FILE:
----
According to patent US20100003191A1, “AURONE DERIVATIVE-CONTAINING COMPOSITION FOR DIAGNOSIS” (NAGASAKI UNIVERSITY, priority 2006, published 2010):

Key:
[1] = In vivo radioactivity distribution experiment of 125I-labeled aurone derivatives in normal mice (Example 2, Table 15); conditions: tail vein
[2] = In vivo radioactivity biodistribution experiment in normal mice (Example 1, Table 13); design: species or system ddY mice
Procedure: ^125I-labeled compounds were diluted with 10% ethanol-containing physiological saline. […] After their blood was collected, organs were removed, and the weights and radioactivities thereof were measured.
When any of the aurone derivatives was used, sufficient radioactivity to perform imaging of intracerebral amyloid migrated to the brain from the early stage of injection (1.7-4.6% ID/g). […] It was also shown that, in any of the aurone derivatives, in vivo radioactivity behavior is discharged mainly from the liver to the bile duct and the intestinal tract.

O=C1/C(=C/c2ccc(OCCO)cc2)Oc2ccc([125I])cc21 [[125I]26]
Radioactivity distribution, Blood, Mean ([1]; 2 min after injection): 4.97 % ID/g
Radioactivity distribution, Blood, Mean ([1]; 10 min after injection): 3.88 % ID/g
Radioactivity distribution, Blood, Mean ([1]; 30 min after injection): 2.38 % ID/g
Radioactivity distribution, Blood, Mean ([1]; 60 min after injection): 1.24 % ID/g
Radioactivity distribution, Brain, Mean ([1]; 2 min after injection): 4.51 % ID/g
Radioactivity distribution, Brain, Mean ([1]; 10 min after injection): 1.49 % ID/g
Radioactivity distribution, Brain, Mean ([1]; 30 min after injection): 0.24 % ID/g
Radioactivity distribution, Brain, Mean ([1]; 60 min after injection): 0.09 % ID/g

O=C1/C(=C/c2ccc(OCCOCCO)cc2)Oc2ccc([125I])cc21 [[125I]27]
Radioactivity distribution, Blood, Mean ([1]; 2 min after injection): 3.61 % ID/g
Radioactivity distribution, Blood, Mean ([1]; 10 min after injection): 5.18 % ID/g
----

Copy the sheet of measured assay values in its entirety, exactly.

According to patent US20100003191A1, “AURONE DERIVATIVE-CONTAINING COMPOSITION FOR DIAGNOSIS” (NAGASAKI UNIVERSITY, priority 2006, published 2010):

Key:
[1] = In vivo radioactivity distribution experiment of 125I-labeled aurone derivatives in normal mice (Example 2, Table 15); conditions: tail vein
[2] = In vivo radioactivity biodistribution experiment in normal mice (Example 1, Table 13); design: species or system ddY mice
Procedure: ^125I-labeled compounds were diluted with 10% ethanol-containing physiological saline. […] After their blood was collected, organs were removed, and the weights and radioactivities thereof were measured.
When any of the aurone derivatives was used, sufficient radioactivity to perform imaging of intracerebral amyloid migrated to the brain from the early stage of injection (1.7-4.6% ID/g). […] It was also shown that, in any of the aurone derivatives, in vivo radioactivity behavior is discharged mainly from the liver to the bile duct and the intestinal tract.

O=C1/C(=C/c2ccc(OCCO)cc2)Oc2ccc([125I])cc21 [[125I]26]
Radioactivity distribution, Blood, Mean ([1]; 2 min after injection): 4.97 % ID/g
Radioactivity distribution, Blood, Mean ([1]; 10 min after injection): 3.88 % ID/g
Radioactivity distribution, Blood, Mean ([1]; 30 min after injection): 2.38 % ID/g
Radioactivity distribution, Blood, Mean ([1]; 60 min after injection): 1.24 % ID/g
Radioactivity distribution, Brain, Mean ([1]; 2 min after injection): 4.51 % ID/g
Radioactivity distribution, Brain, Mean ([1]; 10 min after injection): 1.49 % ID/g
Radioactivity distribution, Brain, Mean ([1]; 30 min after injection): 0.24 % ID/g
Radioactivity distribution, Brain, Mean ([1]; 60 min after injection): 0.09 % ID/g

O=C1/C(=C/c2ccc(OCCOCCO)cc2)Oc2ccc([125I])cc21 [[125I]27]
Radioactivity distribution, Blood, Mean ([1]; 2 min after injection): 3.61 % ID/g
Radioactivity distribution, Blood, Mean ([1]; 10 min after injection): 5.18 % ID/g